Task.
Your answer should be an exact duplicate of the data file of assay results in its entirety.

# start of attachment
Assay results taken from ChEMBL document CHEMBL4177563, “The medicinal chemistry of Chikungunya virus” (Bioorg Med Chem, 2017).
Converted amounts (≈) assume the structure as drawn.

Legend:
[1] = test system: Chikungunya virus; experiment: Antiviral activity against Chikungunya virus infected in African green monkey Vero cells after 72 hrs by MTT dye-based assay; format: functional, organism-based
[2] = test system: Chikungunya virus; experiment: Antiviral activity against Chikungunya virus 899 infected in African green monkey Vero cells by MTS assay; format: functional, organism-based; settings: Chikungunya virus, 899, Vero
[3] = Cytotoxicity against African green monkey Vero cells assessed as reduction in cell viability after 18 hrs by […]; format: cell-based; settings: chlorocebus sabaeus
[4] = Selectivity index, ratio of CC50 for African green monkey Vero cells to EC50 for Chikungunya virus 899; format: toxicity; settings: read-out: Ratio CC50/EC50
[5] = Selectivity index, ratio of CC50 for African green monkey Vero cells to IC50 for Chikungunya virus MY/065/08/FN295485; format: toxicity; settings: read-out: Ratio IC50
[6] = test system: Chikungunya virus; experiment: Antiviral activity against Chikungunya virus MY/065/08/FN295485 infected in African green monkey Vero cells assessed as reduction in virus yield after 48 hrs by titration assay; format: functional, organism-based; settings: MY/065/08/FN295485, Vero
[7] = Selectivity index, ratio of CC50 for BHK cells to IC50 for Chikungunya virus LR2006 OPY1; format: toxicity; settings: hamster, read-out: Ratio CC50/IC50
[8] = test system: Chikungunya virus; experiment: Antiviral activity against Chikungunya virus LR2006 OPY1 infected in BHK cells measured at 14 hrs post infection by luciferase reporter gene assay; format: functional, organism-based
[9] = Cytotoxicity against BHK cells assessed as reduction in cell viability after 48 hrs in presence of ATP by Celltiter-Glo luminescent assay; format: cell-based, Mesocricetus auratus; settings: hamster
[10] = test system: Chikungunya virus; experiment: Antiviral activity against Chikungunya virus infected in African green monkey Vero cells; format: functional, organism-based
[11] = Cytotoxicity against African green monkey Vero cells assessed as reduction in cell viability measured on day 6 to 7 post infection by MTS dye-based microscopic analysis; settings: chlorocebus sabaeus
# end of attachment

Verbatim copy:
Assay results taken from ChEMBL document CHEMBL4177563, “The medicinal chemistry of Chikungunya virus” (Bioorg Med Chem, 2017).
Converted amounts (≈) assume the structure as drawn.

Legend:
[1] = test system: Chikungunya virus; experiment: Antiviral activity against Chikungunya virus infected in African green monkey Vero cells after 72 hrs by MTT dye-based assay; format: functional, organism-based
[2] = test system: Chikungunya virus; experiment: Antiviral activity against Chikungunya virus 899 infected in African green monkey Vero cells by MTS assay; format: functional, organism-based; settings: Chikungunya virus, 899, Vero
[3] = Cytotoxicity against African green monkey Vero cells assessed as reduction in cell viability after 18 hrs by […]; format: cell-based; settings: chlorocebus sabaeus
[4] = Selectivity index, ratio of CC50 for African green monkey Vero cells to EC50 for Chikungunya virus 899; format: toxicity; settings: read-out: Ratio CC50/EC50
[5] = Selectivity index, ratio of CC50 for African green monkey Vero cells to IC50 for Chikungunya virus MY/065/08/FN295485; format: toxicity; settings: read-out: Ratio IC50
[6] = test system: Chikungunya virus; experiment: Antiviral activity against Chikungunya virus MY/065/08/FN295485 infected in African green monkey Vero cells assessed as reduction in virus yield after 48 hrs by titration assay; format: functional, organism-based; settings: MY/065/08/FN295485, Vero
[7] = Selectivity index, ratio of CC50 for BHK cells to IC50 for Chikungunya virus LR2006 OPY1; format: toxicity; settings: hamster, read-out: Ratio CC50/IC50
[8] = test system: Chikungunya virus; experiment: Antiviral activity against Chikungunya virus LR2006 OPY1 infected in BHK cells measured at 14 hrs post infection by luciferase reporter gene assay; format: functional, organism-based
[9] = Cytotoxicity against BHK cells assessed as reduction in cell viability after 48 hrs in presence of ATP by Celltiter-Glo luminescent assay; format: cell-based, Mesocricetus auratus; settings: hamster
[10] = test system: Chikungunya virus; experiment: Antiviral activity against Chikungunya virus infected in African green monkey Vero cells; format: functional, organism-based
[11] = Cytotoxicity against African green monkey Vero cells assessed as reduction in cell viability measured on day 6 to 7 post infection by MTS dye-based microscopic analysis; settings: chlorocebus sabaeus